However, these factors are not the only variables that you should be thinking about. Research shows that many medications can contribute to bone loss. They include:

  • Aluminum-containing antacids
  • Antidepressants (SSRIs), such as Lexapro®, Prozac® and Zoloft®
  • Gonadotropin releasing hormone (GnRH) such as Lupron® and Zoladex®
  • Heparin
  • Lithium
  • Depo-Provera®
  • Methotrexate
  • Proton pump inhibitors (PPIs) such as Nexium®, Prevacid® and Prilosec®
  • Steroids such as cortisone and prednisone
  • Tamoxifen® (premenopausal use)
  • Type 2 diabetes medications (Actos® and Avandia®)
  • Thyroid hormones in excess

And, a small case study analysis has shown that if you are a woman who has had estrogen receptor positive breast cancer and previously treated with aromatase inhibitors (e.g. Arimidex, Femura), you have a 27% increase for the risk of bone loss and a 21% risk for   a hip fracture at an earlier age. Additionally, these events can occur at a higher bone mineral density level than postmenopausal women who have not had chemotherapy.

Short of starting medical therapy with bisphosphonates (which have a rash of problems associated with their use), what can you do? Clearly, a great place to start is with regular weight-bearing exercise and insuring that your diet contains adequate amounts of calcium and vitamin D, although we know that some of amount of bone loss is inevitable as we age. However, before you become frustrated, there are a few lesser known steps that have clinical evidence behind them:

  • Eat prunes. Researchers say that as little as 6 to 10 a day can help boost BMD and reduce rates of bone resorption.
  • Incorporate onions into your diet. Onions are another type of functional foods that have been shown to improve bone density.
  • Eat more sea fish. Data have shown that who make sea fish (not shellfish or freshwater fish) at least 16% of their daily protein intake have greater BMD.
  • Talk to your practitioner about taking the lowest effective dose of the medications listed above.
  • Drink moderately. One or two alcoholic drinks a day may be protective. More?  Not only does your liver hate you but your bones are at risk too.

There’s bad to the bone. And then, bad to the bone. Time to cut your losses, literally…


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Capture the fracture

Posted by on Oct 22, 2012 in bone health, osteoporosis | 0 comments

Sounds like a new reality show for the over 50 set right? But it’s pretty serious.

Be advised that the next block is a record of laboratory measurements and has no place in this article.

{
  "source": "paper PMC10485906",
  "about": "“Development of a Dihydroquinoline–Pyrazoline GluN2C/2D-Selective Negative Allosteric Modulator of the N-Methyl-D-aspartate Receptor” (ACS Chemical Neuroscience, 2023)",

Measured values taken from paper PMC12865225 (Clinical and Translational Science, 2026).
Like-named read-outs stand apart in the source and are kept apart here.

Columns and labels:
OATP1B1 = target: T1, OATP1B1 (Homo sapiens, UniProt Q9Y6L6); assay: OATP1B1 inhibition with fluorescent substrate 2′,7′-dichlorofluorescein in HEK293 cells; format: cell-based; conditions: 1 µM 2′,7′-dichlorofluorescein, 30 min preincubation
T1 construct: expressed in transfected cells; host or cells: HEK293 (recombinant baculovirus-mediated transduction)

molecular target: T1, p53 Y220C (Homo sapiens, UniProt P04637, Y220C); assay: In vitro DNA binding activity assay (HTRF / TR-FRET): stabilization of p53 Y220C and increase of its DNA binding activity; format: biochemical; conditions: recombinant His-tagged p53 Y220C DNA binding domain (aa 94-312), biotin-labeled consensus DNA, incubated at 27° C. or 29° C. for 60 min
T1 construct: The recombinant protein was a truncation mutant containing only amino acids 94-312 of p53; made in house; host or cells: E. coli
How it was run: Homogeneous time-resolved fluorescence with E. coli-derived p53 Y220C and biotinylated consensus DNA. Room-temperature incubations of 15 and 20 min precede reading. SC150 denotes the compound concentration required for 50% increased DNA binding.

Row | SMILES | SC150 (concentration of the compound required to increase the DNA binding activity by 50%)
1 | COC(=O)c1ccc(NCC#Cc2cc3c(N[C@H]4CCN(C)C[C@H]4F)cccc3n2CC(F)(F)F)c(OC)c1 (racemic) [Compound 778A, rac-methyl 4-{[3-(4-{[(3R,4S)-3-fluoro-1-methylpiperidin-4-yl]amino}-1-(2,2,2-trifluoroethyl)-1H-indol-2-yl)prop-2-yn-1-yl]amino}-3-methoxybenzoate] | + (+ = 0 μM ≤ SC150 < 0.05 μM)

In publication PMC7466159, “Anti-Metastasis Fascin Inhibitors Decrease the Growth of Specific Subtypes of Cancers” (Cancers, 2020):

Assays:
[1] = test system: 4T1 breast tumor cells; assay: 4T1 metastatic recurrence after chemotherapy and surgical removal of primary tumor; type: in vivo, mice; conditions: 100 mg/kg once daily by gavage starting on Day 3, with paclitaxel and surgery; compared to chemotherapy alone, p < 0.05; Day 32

A new report from the International Osteoporosis Foundation (IOF) demonstrates that one in two women over the age of 50 are at risk for fragility fractures that may be related to bone loss and not only trauma. In other words, broken hip bones, or bones in the wrist, arm or their vertebrae — usually resulting from a fall — may be a signal that something else is also at play. Moreover, the IOF reports that approximately 80% of both men and women who are treated at clinics or hospitals falling a fracture are not receiving screening for osteoporosis, osteopenia (low bone mineral density) and associated risk for future fractures.

So, why does this matter?

Well, according to IOF statistics, half of people who ultimately end up with a fractured hip in old age had a fragility fracture when they were younger. Moreover, 1/6th of menopausal women have had some sort of fragility fracture in their lives. Considering that women in particular lose up to 50% of their spongy, or trabecular bone (the network that makes up most of bone structure) and up to 30% of their cortical bone (the outer shell) within the first 10 years of the onset of menopause, and the body is creating a perfect storm. According to the IOF, up to a quarter of hip fractures can be prevented by early diagnosis and appropriate osteoporosis testing and follow up treatment.

Mind you, the treatments for osteoporosis are controversial. As I’ve written previously, the most popular drugs for osteoporosis — bisphosphonates — may be risky after about 5 years of use and even increase fracture risk in some women. However, there are important non-pharmacologic steps that can be taken to counterbalance risk, such as:

  • Weight bearing exercise
  • Insuring that you don’t sit too long at any given time while at work (women who sit for more than 9 hours a day have a 50% increased risk of hip fracture)
  • Strengthening back muscles, which can help prevent vertebral fractures
  • Insuring that adequate amounts of low-fat dairy, tofu and certain green vegetables are included in your daily diet. Note that some plant foods contain substances that can lower amounts of available calcium to the body, e.g. oxylates in spinach and rhubarb or phytates in dried beans, so you want to be sure to counter that with vegetables like broccoli, kale and bok choy, which are low in these substances.